|I usually stay in (very) cheap hotels and I don't mind the sometimes harsh conditions I experience, as I feel I get to know more of the country. If you stay in a four-star hotel, you basically could be anywhere on the planet. In Guatemala, I discovered another form of lodging which I wanted to experiment: family hosting.|
Normally, this option is attached to a
school where you learn Spanish, to offer you immersion to practice
outside classes, as discussed in my previous article about....
But you can also contact the schools to
see if they could match you with a family without taking classes. I
think most schools would agree to arrange that to help their
families. In Guatemala, there's also an organization that offers
family hosting outside the schools network in many cities. In most
cases your meals are included 6 days a week (not on Sundays).
I stayed a total of four weeks within
three families (two were with schools, the other was not). I was
fortunate enough to have three very different environments which
allowed me to see various aspects of their daily life. Normal status
are for one week increments but that's not an absolute requirement.
Economically, it's a very nice option too. You can get the room plus
all the meals of at least 6 days for about US$120.
I did not take pictures of their homes,
by respect for their privacy but I will describe you the conditions
and show a comparable house.
Family one, poor, rural
Typical Monterrico structure, like the house I stayed in.,
My first contact with a local family
was in Monterrico, where I had my first class. The family was a
single mother of about 40 years old with a 12-yr old son. A large
house with a hay roof and mostly a large common area in the centre
and four closed (with walls, but no ceiling) rooms for the kitchen,
the bedroom of the family and two rooms for students.
They were poor and the conditions of
living were basic. No seer system so everything you put in the sink
or shower was just dropped outside the house. There were chickens
and a pig roaming feeling around the house scraping the table
leftovers (I witnessed on many occasions cannibalism where the pig
was eating leftovers from a 'cousin', same for the chickens). Only
cold water showers (no water heater), all the washing was done by
hands, no Internet they barely had electricity for their small TV,
radio and two rusty fans for the students' rooms.
The meals were mostly tasty but very
simple and very low on proteins, high on carbs, which is just normal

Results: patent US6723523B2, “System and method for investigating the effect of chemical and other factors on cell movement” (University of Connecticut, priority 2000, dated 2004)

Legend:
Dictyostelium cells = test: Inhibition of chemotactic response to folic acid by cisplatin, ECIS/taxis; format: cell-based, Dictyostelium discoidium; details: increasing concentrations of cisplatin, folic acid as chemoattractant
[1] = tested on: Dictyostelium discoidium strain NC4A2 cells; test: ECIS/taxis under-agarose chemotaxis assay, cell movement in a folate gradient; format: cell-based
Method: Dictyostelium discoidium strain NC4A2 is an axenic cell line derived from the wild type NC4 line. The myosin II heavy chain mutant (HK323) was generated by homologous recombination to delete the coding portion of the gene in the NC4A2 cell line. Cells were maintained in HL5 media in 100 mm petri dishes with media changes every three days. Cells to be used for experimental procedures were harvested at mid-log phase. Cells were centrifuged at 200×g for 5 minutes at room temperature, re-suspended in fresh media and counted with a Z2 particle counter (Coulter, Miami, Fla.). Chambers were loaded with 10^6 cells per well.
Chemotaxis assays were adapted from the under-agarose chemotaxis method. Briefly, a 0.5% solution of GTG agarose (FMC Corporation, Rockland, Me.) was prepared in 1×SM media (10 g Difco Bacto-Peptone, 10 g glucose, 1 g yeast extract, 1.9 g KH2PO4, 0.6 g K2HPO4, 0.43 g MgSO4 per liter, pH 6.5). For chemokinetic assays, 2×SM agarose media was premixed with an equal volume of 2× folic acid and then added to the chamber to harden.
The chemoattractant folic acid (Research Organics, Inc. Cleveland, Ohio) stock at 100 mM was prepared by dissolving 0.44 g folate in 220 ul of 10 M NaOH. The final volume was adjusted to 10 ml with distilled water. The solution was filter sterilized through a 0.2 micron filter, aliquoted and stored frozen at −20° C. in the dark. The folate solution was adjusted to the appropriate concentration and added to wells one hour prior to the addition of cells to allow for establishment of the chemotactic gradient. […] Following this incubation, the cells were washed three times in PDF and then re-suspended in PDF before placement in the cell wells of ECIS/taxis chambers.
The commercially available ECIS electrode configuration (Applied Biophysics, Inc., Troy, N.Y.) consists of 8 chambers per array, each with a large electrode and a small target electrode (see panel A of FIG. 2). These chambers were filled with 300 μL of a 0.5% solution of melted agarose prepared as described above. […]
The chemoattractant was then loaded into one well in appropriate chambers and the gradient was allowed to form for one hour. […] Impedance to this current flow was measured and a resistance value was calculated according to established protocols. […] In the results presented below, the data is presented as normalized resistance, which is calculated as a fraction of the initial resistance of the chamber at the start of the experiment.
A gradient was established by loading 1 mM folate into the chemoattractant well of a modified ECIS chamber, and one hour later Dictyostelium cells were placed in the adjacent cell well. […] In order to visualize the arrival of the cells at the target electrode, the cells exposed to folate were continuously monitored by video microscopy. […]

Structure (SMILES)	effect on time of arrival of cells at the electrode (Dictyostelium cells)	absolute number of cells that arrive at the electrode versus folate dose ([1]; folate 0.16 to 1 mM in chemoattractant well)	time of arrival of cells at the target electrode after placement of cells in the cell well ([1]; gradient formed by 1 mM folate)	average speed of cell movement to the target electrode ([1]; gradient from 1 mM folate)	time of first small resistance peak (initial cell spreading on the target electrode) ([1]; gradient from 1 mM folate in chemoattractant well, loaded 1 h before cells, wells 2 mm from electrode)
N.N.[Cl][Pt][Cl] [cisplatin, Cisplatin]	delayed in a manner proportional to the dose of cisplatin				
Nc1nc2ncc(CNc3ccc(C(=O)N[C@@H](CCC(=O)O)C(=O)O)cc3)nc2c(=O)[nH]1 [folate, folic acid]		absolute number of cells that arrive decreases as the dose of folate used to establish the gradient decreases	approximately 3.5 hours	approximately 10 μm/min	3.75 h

economy wise. So, on a few occasions, I sneaked out to the village
to buy a piece of fried chicken to boost my protein intake. The boy's
soccer ball was punctured and they couldn't replace it. Since it was
the only ball amongst his friends they no longer had a ball to play.
With the other student who was there, we agreed to but the boy a new
ball (about $10) and he was very happy.
The contacts were somewhat limited
because I had my classes in the morning, was studying in the
afternoon and at night we needed to be under mosquito nets.
Family two, rich, city
Typical house in the city of Antigua.
As I left Monterrico, I went to Antigua
in a family arranged through the organization outside of schools.
After my first experience, I wasn't sure what to expect. It was a
very good surprise. I was in a family hosting many students. The
house is managed by an older woman, with many young adults working or
teens going to college. She has a domestic employee helping for the
meals, the cleaning and so on.
I think they have six rooms (housing
up to 10 students I think) in a very large and modern house. Inside
the house it would have been impossible to say you were not in Canada
or the USA: hot showers, large stove and fridge, microwave, cold
water dispenser, toaster, toaster oven, large flat screen TV in the
living room, a Mac computer with a large screen too, WiFi of course,
The meals were very varied, abundant
and rich in both flavours and in proteins. We ate like kings.
Because of number of guests, we usually ate amongst ourselves with
little contact with the family who was eating after us.
Family three, medium class, city
Typical city house you could find in Cobán.,
I then went to Cobán for two weeks. I
would say it was a middle class family, with a modest but comfy house
with most amenities, including WiFi. The family was made of an older
woman (I think it was in her usual room I slept) with her daughter
and the 7-months old baby. There was another daughter living in the
other half of the duplex house.
The food was modest but very good most
of the time. Again, I didn't have that much contact with the family
because they were eating at a different time and I was usually eating
all by my own. On a few occasions outside the meals I tried to
insert myself in their conversations but they seem to have little
interest in involving me.
Thinking back about the experience I
think it was more like Couchsurfing than anything else. As with
Couchsurfing, you have to abandon your privacy and try to blend in,
which is not my strong suit.
I enjoyed discovering more of the daily
life even if it didn't go as I first imagined it would. But as for
everything you get back what you put in.
Would I try it again? Yes, in small
dose (one week at a time, not a month like I did) in a different
country to get another glimpse inside the daily life.
How about you? Would you try it?
Would you have reserves in terms of accommodations (like my first